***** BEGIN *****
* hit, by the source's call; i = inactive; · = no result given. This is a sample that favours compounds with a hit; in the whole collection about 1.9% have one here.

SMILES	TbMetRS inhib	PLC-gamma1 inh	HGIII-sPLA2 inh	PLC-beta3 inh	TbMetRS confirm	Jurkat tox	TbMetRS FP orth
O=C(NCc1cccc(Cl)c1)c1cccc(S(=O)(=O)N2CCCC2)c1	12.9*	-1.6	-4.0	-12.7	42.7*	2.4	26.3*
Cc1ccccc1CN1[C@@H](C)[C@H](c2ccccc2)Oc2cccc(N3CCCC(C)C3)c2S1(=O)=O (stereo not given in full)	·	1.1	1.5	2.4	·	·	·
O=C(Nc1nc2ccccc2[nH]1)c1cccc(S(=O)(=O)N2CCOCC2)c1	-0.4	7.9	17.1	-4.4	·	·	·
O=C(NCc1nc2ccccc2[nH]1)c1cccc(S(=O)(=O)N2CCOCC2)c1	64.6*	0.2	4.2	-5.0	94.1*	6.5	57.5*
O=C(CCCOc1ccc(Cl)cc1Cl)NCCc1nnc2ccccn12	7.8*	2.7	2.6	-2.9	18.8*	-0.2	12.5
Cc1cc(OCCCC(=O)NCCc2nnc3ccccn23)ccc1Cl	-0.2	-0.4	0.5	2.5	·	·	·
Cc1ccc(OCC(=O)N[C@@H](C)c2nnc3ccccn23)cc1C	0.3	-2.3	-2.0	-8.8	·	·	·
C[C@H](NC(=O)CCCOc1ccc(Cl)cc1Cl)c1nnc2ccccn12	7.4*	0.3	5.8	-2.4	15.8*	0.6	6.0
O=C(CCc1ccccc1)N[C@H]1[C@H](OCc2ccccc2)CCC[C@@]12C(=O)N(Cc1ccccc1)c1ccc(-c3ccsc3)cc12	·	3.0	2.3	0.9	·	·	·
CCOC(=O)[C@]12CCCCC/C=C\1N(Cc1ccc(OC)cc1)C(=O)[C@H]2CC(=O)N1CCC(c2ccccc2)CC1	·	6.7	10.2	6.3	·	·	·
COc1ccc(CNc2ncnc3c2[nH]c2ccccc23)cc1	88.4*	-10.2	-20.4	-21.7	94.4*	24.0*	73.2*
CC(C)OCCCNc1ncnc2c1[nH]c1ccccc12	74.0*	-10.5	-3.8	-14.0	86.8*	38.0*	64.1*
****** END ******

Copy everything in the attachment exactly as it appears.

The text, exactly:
* hit, by the source's call; i = inactive; · = no result given. This is a sample that favours compounds with a hit; in the whole collection about 1.9% have one here.

SMILES	TbMetRS inhib	PLC-gamma1 inh	HGIII-sPLA2 inh	PLC-beta3 inh	TbMetRS confirm	Jurkat tox	TbMetRS FP orth
O=C(NCc1cccc(Cl)c1)c1cccc(S(=O)(=O)N2CCCC2)c1	12.9*	-1.6	-4.0	-12.7	42.7*	2.4	26.3*
Cc1ccccc1CN1[C@@H](C)[C@H](c2ccccc2)Oc2cccc(N3CCCC(C)C3)c2S1(=O)=O (stereo not given in full)	·	1.1	1.5	2.4	·	·	·
O=C(Nc1nc2ccccc2[nH]1)c1cccc(S(=O)(=O)N2CCOCC2)c1	-0.4	7.9	17.1	-4.4	·	·	·
O=C(NCc1nc2ccccc2[nH]1)c1cccc(S(=O)(=O)N2CCOCC2)c1	64.6*	0.2	4.2	-5.0	94.1*	6.5	57.5*
O=C(CCCOc1ccc(Cl)cc1Cl)NCCc1nnc2ccccn12	7.8*	2.7	2.6	-2.9	18.8*	-0.2	12.5
Cc1cc(OCCCC(=O)NCCc2nnc3ccccn23)ccc1Cl	-0.2	-0.4	0.5	2.5	·	·	·
Cc1ccc(OCC(=O)N[C@@H](C)c2nnc3ccccn23)cc1C	0.3	-2.3	-2.0	-8.8	·	·	·
C[C@H](NC(=O)CCCOc1ccc(Cl)cc1Cl)c1nnc2ccccn12	7.4*	0.3	5.8	-2.4	15.8*	0.6	6.0
O=C(CCc1ccccc1)N[C@H]1[C@H](OCc2ccccc2)CCC[C@@]12C(=O)N(Cc1ccccc1)c1ccc(-c3ccsc3)cc12	·	3.0	2.3	0.9	·	·	·
CCOC(=O)[C@]12CCCCC/C=C\1N(Cc1ccc(OC)cc1)C(=O)[C@H]2CC(=O)N1CCC(c2ccccc2)CC1	·	6.7	10.2	6.3	·	·	·
COc1ccc(CNc2ncnc3c2[nH]c2ccccc23)cc1	88.4*	-10.2	-20.4	-21.7	94.4*	24.0*	73.2*
CC(C)OCCCNc1ncnc2c1[nH]c1ccccc12	74.0*	-10.5	-3.8	-14.0	86.8*	38.0*	64.1*